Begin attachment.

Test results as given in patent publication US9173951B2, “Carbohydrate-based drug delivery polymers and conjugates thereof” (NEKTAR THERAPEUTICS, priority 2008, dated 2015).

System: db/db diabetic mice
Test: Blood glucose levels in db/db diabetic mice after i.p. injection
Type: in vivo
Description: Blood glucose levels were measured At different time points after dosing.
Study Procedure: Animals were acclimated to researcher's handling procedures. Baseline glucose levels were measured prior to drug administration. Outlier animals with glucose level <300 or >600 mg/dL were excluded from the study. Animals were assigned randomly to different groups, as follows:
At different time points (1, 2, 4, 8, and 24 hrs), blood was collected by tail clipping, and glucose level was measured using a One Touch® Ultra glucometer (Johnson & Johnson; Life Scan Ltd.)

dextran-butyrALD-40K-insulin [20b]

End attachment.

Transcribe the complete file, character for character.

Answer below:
Test results as given in patent publication US9173951B2, “Carbohydrate-based drug delivery polymers and conjugates thereof” (NEKTAR THERAPEUTICS, priority 2008, dated 2015).

System: db/db diabetic mice
Test: Blood glucose levels in db/db diabetic mice after i.p. injection
Type: in vivo
Description: Blood glucose levels were measured At different time points after dosing.
Study Procedure: Animals were acclimated to researcher's handling procedures. Baseline glucose levels were measured prior to drug administration. Outlier animals with glucose level <300 or >600 mg/dL were excluded from the study. Animals were assigned randomly to different groups, as follows:
At different time points (1, 2, 4, 8, and 24 hrs), blood was collected by tail clipping, and glucose level was measured using a One Touch® Ultra glucometer (Johnson & Johnson; Life Scan Ltd.)

dextran-butyrALD-40K-insulin [20b]